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How Do You Become a Psychologist?

Sep 11, 2019

Becoming a psychologist requires a significant amount of formal education. Learn about the degree programs, job duties and licensure to see if this is the right career for you.

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If you're an individual who often finds yourself observing and analyzing other's behavior, psychology may be the right field for you. Attaining a Master's degree, (Ph.D.), or (Psy.D.) are necessary qualifications to be a psychologist. It is a highly competitive field, so the greater education you have, the better off you'll be.

Essential Information

Psychologists study human behavior and use their knowledge to help individuals and groups. Entering the field of psychology usually requires at least a bachelor's degree in psychology, though most psychologists hold a master's degree or doctorate, which is required by most states for psychologists running a private practice. Regardless of education, every state mandates some form of licensing for practicing psychologists. Psychologists who wish to specialize in a specific division of psychology may also seek certification through The American Board of Professional Psychology (ABPP).

Required Education Master's degree or doctoral degree
Other Requirements Licensure
Projected Job Growth (2018-2028) 14% for all psychologists* (much faster than average)
Median Salary (2018) $79,010 per year (all psychologists)*

Source: *U.S. Bureau of Labor Statistics

Completing a Graduate Degree

According to the U.S. Bureau of Labor Statistics (BLS), individuals with a master's degree may work as industrial-organizational psychologists, and they may be approved for licensure in other psychology sub-disciplines in some states (www.bls.gov). Most states require individuals running a private practice to have Doctor of Philosophy (Ph.D.) or a Doctor of Psychology (Psy.D). While Ph.D. programs focus more on research, (Psy.D) programs are geared towards clinical practice. Prospective school psychologists may need to earn an educational specialist degree, which includes academic and experience requirements.

Students may consider doctorate programs that are approved by the American Psychological Association (APA), which accredits programs and internships for clinical, counseling, and school psychology (www.apa.org). According to the APA, graduating from an APA-accredited program is a requirement by some state licensing boards. Coursework may vary based on degree; however, most programs offer classes that explore topics in cognitive assessment, behavioral intervention, and psychopathology. Additionally, graduate students may be required to complete research in areas like substance abuse, anxiety disorders, and psychotherapy.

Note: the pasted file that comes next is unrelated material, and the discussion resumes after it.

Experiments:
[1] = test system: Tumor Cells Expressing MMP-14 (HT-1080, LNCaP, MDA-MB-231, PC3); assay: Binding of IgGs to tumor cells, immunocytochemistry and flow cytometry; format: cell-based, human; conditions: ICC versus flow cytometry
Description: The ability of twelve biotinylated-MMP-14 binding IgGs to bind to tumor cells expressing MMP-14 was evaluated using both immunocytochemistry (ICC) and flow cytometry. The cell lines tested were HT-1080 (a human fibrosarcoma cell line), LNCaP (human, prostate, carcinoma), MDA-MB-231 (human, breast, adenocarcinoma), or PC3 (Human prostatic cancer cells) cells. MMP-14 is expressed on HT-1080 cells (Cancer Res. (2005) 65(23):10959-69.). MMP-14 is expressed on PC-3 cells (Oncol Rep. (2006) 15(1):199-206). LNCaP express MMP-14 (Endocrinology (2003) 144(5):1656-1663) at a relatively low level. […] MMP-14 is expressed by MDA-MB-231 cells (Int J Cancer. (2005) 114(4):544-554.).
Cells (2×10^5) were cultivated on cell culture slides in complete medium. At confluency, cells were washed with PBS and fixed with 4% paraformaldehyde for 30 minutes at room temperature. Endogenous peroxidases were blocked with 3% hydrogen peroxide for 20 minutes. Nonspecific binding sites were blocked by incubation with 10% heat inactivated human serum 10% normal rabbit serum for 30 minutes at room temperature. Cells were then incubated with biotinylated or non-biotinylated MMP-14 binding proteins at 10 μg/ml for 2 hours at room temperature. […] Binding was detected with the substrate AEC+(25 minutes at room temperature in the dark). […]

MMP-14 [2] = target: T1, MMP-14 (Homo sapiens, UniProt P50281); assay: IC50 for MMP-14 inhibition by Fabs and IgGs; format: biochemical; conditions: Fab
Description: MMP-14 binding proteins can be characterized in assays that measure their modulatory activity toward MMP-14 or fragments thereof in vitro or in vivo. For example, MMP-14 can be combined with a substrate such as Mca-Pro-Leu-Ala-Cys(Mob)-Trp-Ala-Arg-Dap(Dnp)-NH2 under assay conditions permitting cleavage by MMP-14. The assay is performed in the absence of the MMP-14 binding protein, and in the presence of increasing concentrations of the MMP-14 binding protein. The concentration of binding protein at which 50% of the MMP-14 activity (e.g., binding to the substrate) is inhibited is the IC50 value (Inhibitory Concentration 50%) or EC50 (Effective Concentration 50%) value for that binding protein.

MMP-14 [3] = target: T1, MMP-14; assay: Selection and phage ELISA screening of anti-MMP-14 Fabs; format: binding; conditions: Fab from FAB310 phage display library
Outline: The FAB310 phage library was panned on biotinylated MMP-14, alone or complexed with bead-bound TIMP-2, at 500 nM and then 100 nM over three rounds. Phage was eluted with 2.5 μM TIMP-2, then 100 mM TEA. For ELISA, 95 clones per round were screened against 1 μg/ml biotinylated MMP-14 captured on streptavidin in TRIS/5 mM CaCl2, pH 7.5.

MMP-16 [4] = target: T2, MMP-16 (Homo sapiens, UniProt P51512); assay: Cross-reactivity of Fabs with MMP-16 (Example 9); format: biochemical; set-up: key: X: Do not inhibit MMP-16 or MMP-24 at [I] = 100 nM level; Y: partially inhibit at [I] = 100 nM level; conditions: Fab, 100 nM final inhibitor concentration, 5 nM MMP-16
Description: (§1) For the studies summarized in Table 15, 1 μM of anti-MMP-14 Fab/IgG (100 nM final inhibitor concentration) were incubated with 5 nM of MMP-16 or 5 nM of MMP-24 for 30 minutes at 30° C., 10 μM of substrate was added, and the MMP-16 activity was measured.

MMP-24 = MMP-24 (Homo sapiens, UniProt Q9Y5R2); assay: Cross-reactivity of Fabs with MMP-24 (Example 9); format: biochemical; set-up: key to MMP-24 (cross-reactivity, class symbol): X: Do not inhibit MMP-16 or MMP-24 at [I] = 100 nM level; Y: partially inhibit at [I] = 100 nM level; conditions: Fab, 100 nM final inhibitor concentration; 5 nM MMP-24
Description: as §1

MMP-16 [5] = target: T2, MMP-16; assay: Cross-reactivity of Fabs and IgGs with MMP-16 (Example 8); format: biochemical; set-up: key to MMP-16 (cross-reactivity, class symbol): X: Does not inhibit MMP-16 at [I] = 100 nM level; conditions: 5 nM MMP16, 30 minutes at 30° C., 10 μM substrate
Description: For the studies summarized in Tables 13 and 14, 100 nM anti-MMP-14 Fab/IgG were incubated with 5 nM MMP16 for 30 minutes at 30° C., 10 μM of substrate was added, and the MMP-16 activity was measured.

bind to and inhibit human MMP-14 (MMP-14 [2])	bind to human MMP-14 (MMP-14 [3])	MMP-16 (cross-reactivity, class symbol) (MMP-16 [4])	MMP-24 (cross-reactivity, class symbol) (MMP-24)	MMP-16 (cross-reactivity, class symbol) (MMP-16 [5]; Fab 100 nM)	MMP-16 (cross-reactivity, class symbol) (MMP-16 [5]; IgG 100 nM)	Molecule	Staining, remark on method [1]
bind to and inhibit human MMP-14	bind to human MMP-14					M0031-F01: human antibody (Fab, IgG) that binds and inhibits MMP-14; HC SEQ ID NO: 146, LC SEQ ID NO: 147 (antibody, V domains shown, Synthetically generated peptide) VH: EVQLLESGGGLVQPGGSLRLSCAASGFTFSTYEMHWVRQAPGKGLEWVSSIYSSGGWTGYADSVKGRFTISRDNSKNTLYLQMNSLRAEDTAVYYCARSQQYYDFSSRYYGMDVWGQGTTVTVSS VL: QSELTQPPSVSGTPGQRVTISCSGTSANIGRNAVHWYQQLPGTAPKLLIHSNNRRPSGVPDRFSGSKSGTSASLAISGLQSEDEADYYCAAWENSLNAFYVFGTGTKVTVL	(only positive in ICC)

Finding Employment

The BLS predicted that the overall employment for psychologists is expected to increase by 14% for the years 2018-2028*. The BLS stated in May 2018 that clinical, school and counseling psychologists earned $76,990 as a median annual wage*. Psychologists may work for schools, businesses, mental health centers, and other healthcare facilities. Duties may include providing psychological assessments, counseling students, and helping those suffering from mental disorders.

Becoming Licensed

While requirements vary between states, all states have some form of licensing procedures for psychologists offering patient care. In addition to passing an exam, work experience may be required. A majority of states recognize school psychologists who hold the Nationally Certified School Psychologists credentials from the National Association of School Psychologists, which may help certified psychologists find work across state lines (www.nasponline.org). To become a member of the NASP, applicants must complete 60 graduate semester hours in school psychology, a 1200-hour internship in the field, and pass the National School Psychology Examination.

Certification Options

The American Board of Professional Psychology (ABPP) offers certifications for 14 divisions of psychology including school, group, and rehabilitation (www.abpp.org). To become certified, applicants must hold a doctorate from an accredited school, be licensed, and meet additional division criteria (if any). Each division has its own respective exam that applicants must pass.

A career as a psychologist may be tough to achieve, but if human behavior really intrigues you, it would be the ideal choice for an occupation, and there are many different types of jobs to choose from. You must have an advanced education, which requires earning a Master's degree, and further degrees, as well as a license. Psychology is a growing field, so there are plenty of opportunities to turn the dream of being a psychologist into a reality.

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